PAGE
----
5. Safeguard and promote the health, safety and welfare of children
  6. Work in partnership with the key person, colleagues, parents and/or carers or other professionals

Early Years Educator qualifications are offered by NCFE CACHE, Pearson; City & Guilds;  FutureQuals, IAO, Skillsfirst, BIIAB, TQUK and ICQ.


No playwork qualifications at Level 3 carry the Early Years Educator stamp, meaning they will not enable a candidate to count in the level 3 ratios. However candidates may wish to take a playwork qualification alongside a ‘full and relevant’ Level 3. These are particularly appropriate for jobs at after-school or holiday clubs and can enable staff to work with children up to the age of 16.

A variety of providers including NCFE CACHE and City and Guilds offer Level 3 playwork qualifications.

SEND qualification

A level 3 early years special educational needs co-ordinator (SENCO) qualification specification has been developed for the early years sector and is available from NFCE CACHE

The qualification is not mandatory for SENCOs but aims to upskill practitioners.  


Apprenticeships are on-the-job learning. Many nursery chains see them as a way of ‘growing their own’ talent by employing people on apprenticeship contracts, training and mentoring them and then offering them a job with the company. Apprenticeships include a qualification at the relevant level, as well as other qualifications such as those in literacy and numeracy. Apprentices must spend 20 per cent of their employment hours in off-the-job training, which can include studying, practical training such as shadowing, and time to write assignments.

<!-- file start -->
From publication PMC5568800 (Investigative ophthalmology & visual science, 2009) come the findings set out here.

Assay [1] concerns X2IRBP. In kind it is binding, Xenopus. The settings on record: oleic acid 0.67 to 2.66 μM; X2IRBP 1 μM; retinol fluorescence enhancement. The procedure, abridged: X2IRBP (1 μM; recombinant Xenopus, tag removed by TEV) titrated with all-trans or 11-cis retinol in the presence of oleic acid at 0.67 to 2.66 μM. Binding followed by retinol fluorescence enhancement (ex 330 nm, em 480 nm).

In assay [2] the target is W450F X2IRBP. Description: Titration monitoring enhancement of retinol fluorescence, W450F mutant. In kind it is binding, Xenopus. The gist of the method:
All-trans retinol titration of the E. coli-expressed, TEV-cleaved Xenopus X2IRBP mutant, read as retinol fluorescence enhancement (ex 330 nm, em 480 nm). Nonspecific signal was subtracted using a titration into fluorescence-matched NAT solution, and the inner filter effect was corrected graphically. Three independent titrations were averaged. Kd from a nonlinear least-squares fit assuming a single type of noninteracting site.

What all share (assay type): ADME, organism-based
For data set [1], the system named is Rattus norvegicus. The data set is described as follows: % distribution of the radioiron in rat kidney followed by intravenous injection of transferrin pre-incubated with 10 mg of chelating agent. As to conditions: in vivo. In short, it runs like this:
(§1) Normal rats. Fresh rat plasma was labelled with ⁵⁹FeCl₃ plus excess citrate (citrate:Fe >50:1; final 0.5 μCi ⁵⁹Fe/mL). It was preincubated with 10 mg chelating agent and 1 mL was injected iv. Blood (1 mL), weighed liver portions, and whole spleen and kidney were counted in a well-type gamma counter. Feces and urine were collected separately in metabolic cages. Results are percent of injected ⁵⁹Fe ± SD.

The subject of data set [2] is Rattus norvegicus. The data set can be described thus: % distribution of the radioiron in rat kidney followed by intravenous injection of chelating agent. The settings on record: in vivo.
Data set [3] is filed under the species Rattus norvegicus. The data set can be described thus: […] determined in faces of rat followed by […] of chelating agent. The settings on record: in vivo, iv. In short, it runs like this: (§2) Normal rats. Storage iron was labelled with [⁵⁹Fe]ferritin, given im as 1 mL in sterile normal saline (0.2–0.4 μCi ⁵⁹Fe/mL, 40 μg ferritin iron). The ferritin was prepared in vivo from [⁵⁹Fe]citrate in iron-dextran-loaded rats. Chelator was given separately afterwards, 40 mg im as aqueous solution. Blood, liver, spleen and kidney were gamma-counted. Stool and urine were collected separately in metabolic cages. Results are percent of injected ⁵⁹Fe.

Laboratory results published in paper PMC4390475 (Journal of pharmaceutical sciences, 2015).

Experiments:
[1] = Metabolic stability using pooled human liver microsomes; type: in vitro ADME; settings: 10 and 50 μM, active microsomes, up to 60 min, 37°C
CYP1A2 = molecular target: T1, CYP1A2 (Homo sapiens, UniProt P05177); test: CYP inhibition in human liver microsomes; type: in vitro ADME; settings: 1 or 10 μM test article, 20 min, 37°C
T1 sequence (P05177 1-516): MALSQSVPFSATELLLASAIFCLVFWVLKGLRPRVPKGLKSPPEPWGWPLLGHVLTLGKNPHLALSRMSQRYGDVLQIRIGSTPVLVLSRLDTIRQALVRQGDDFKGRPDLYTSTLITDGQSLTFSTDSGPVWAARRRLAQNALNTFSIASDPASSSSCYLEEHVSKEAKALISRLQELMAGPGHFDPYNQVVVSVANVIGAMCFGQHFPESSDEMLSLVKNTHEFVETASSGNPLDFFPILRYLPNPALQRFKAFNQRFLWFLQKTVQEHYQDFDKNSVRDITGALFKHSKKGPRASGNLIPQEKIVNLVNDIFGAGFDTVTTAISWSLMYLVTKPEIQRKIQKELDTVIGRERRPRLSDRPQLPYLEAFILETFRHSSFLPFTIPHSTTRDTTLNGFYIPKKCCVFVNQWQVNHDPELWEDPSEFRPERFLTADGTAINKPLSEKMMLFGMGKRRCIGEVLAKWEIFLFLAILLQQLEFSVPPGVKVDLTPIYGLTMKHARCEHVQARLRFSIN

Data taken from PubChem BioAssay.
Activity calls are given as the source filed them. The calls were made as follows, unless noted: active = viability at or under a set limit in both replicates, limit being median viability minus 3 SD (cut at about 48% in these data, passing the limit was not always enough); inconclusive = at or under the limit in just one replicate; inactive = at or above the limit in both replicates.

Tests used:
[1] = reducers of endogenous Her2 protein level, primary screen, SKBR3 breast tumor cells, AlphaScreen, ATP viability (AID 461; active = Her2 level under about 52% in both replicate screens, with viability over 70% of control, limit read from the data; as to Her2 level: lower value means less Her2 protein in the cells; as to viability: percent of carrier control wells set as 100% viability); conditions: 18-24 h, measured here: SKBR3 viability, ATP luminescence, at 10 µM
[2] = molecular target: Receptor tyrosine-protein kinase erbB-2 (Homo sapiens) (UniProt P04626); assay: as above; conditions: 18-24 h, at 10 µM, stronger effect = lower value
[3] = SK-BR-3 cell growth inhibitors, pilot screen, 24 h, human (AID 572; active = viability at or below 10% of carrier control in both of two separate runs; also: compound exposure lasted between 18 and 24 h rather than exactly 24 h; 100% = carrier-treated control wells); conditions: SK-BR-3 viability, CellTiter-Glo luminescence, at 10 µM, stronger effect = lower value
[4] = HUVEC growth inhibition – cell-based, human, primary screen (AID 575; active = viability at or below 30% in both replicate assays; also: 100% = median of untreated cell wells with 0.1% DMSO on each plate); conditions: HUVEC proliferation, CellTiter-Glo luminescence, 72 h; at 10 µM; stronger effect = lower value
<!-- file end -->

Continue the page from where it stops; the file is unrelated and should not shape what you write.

The apprenticeship system is moving from a framework to a standards-based model with new rules for funding and assessment. Under the previous system, apprentices were informally assessed on-the-job, but now they must undertake an assessment with an external examiner from an independent company at the end of their course.  They can now gain a distinction as well as a simple pass.

A standards-based EARLY YEARS EDUCATOR LEVEL 3 APPRENTICESHIP launched in 2019. The new qualification attracts more funding than its predecessor - up to £6,000 as opposed to around £2,500. As part of the apprenticeship apprentices must successfully complete a Level 3 Early Years Educator qualification from the DfE approved list, and apprentices without Level 2 English and maths need to achieve this before taking their end point assessment. Apprentices must also complete a Level 3 Paediatric First Aid qualification.